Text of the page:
On February 1, sputnik-ossetia.ru published an analytical article by Viktor Marakhovsky titled “Associates of Russian Propaganda will Leave Jail with Billions of Rubles” (“Пособники российской пропаганды выйдут из тюрем с миллиардами рублей”). Marakhovsky talks about the British Broadcasting Corporation (BBC) and notes that those citizens of the United Kingdom that evade the tax, necessary for sustaining BBC, are tried and even imprisoned.
Sputnik-ossetia: “BBC is sustained through taxpayers’ money… Every year, approximately 130,000 people are tried for evading the BBC tax. Some of them are actually put in jail. No, this is not our fake pro-Kremlin propaganda. This is the truth. Each year, thousands of Britons are imprisoned simply because they do not pay the tax that aims to sustain the BBC.”
Sputnik reports the facts in a manipulative manner and showcases them as if the Britons are tried for refusing to pay for sustaining the BBC. In fact, TV license is a tax, laid down in the British Law and not paying it is considered a tax evasion, with maximum punishment being £1,000, with imprisonment used as a punishment only in extreme cases, when the offender refuses to pay the fine.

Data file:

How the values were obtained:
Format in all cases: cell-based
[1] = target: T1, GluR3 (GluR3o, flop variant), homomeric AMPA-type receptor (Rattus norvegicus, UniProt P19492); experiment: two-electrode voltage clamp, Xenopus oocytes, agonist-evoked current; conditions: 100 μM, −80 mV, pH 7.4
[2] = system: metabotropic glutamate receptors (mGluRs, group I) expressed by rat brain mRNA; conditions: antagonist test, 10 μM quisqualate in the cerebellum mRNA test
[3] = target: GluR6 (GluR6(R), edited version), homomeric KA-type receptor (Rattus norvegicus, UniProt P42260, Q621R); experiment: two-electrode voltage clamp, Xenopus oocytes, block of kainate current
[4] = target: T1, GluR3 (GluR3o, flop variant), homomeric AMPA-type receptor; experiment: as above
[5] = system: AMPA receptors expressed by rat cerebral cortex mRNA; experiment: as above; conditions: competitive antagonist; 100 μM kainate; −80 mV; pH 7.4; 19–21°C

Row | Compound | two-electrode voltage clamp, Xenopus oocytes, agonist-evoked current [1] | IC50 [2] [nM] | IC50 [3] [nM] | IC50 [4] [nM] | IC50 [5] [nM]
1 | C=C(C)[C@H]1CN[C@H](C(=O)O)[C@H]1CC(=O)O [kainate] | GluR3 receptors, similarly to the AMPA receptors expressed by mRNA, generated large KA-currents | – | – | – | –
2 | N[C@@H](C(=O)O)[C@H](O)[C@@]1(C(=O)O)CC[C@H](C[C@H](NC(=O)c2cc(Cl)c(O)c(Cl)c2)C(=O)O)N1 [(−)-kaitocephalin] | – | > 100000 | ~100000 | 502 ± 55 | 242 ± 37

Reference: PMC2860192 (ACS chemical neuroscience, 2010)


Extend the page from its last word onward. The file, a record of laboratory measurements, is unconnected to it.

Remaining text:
What is the TV license?
Each UK household or company that uses television (antenna connection, satellite, cable, internet) is obliged to purchase the TV license. The same obligation covers those customers that watch BBC programs via iPlayer. The annual cost of the license is £154.50.
There are free and discounted licenses available as well:
- Free license for those older than 75;
- Discounted license for those with severe vision impairment.
What are the consequences of using TV without a license?
Since 2006, the TV license tax has been considered a state tax, meaning not paying it equals the tax evasion.
Customers who watch TV without license may be fined up to £1,000. Imprisonment is not foreseen as one of the ways of punishment, however, the offender may be imprisoned in case of not paying the fine, set by the court. As an official representative of BBC TV licensing explains, the company only pursues criminal prosecution in very extreme cases, when all other means have been used. In case of new offenders, the cases do not even reach the court, provided they pay on time.
Discussions on whether evading the TV license fees should be punishable and what should the model for financing BBC be are still underway in the United Kingdom. In December 2019, the Prime Minister of the United Kingdom, Boris Johnson instructed the government to study the issue of decriminalizing the TV license fee evasion.